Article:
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JMG, Humans, Binding Sites, Zinc Fingers, Transcription Factors, Algorithms, Nucleotide Motifs, Amino Acid Motifs, DNA

JAX Source

Nucleic Acids Res. 2023;51(11):5364-76







NIH [1DP2GM123641-01, GM078452, HG000249]; Chan Zuckerberg Biohub.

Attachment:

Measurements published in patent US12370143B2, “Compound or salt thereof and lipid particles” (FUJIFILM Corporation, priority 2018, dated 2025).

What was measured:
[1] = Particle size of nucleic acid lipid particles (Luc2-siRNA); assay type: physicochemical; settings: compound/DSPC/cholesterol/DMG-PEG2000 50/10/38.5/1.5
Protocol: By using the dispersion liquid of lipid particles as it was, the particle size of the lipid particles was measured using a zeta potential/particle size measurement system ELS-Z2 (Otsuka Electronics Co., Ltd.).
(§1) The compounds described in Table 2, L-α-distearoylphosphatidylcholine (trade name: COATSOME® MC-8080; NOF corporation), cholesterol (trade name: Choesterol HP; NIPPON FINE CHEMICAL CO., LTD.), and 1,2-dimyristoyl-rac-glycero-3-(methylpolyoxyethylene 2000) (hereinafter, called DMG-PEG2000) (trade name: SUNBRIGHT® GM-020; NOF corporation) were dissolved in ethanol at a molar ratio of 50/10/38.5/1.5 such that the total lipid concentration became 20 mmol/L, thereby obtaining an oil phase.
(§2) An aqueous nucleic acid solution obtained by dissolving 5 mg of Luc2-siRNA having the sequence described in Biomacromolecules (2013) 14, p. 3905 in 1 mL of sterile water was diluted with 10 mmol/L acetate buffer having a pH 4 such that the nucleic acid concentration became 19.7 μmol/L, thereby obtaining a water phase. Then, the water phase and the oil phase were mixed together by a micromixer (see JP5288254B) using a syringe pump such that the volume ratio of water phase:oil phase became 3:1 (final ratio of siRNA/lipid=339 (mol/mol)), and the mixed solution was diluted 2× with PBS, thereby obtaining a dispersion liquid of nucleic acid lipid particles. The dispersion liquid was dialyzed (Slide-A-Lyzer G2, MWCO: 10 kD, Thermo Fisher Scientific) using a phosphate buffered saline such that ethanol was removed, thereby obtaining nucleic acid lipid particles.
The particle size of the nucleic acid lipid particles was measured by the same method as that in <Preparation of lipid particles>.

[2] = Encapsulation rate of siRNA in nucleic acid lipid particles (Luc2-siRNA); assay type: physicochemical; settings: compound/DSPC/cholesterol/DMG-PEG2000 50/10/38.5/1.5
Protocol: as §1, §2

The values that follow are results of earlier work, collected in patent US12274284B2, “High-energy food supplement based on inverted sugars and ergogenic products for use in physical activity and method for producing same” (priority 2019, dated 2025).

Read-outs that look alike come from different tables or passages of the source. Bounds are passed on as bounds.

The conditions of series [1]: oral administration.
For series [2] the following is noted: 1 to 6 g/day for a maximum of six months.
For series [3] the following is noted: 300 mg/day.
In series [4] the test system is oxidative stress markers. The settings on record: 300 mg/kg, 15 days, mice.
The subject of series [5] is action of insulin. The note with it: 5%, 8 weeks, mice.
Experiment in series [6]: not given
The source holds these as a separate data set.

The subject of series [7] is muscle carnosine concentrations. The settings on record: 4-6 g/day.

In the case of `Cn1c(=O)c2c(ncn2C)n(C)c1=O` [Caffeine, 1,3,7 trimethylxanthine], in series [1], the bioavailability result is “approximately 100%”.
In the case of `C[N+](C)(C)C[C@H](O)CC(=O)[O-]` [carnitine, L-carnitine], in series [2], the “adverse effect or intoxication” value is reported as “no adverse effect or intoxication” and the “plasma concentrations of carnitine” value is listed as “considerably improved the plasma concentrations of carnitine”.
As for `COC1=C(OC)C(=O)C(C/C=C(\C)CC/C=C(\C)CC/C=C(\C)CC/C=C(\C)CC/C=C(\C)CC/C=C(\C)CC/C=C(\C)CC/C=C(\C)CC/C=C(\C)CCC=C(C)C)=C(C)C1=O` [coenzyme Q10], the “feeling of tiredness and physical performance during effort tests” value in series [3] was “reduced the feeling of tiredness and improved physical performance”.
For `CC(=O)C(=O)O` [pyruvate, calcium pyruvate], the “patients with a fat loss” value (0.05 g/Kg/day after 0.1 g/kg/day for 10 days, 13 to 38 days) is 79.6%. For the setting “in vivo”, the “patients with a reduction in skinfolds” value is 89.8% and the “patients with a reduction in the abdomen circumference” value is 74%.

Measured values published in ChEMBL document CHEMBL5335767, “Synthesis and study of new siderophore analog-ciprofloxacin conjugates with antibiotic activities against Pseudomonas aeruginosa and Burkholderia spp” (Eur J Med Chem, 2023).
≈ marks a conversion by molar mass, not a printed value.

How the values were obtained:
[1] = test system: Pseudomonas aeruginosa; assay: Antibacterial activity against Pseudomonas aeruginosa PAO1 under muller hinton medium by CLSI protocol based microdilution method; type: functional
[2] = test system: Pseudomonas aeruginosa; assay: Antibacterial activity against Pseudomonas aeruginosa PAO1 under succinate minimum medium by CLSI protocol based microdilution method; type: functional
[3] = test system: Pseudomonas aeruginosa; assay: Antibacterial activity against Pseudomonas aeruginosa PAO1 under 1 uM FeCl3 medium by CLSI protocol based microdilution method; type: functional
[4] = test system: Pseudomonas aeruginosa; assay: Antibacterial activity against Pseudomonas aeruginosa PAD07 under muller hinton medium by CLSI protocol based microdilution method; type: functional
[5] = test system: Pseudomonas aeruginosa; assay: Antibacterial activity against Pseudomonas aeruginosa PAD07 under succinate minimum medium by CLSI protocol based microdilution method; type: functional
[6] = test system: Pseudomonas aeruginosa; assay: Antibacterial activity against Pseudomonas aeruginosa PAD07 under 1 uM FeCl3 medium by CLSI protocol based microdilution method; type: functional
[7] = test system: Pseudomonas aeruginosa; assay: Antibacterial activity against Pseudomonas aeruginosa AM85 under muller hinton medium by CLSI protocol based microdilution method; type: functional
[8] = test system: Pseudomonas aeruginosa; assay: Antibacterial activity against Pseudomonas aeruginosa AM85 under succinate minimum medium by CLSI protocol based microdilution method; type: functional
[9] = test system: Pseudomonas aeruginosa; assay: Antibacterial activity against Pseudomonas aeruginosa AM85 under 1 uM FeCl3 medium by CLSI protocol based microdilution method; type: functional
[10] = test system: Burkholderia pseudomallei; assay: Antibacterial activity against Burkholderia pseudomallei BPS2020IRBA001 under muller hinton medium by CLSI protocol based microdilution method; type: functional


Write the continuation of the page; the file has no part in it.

The human genome contains about 800 C2H2 zinc finger proteins (ZFPs), and most of them are composed of long arrays of zinc fingers. Standard ZFP recognition model asserts longer finger arrays should recognize longer DNA-binding sites. However, recent experimental efforts to identify in vivo ZFP binding sites contradict this assumption, with many exhibiting short motifs. Here we use ZFY, CTCF, ZIM3, and ZNF343 as examples to address three closely related questions: What are the reasons that impede current motif discovery methods? What are the functions of those seemingly unused fingers and how can we improve the motif discovery algorithms based on long ZFPs' biophysical properties? Using ZFY, we employed a variety of methods and find evidence for 'dependent recognition' where downstream fingers can recognize some previously undiscovered motifs only in the presence of an intact core site. For CTCF, high-throughput measurements revealed its upstream specificity profile depends on the strength of its core. Moreover, the binding strength of the upstream site modulates CTCF's sensitivity to different epigenetic modifications within the core, providing new insight into how the previously identified intellectual disability-causing and cancer-related mutant R567W disrupts upstream recognition and deregulates the epigenetic control by CTCF. Our results establish that, because of irregular motif structures, variable spacing and dependent recognition between sub-motifs, the specificities of long ZFPs are significantly underestimated, so we developed an algorithm, ModeMap, to infer the motifs and recognition models of ZIM3 and ZNF343, which facilitates high-confidence identification of specific binding sites, including repeats-derived elements. With revised concept, technique, and algorithm, we can discover the overlooked specificities and functions of those 'extra' fingers, and therefore decipher their broader roles in human biology and diseases.


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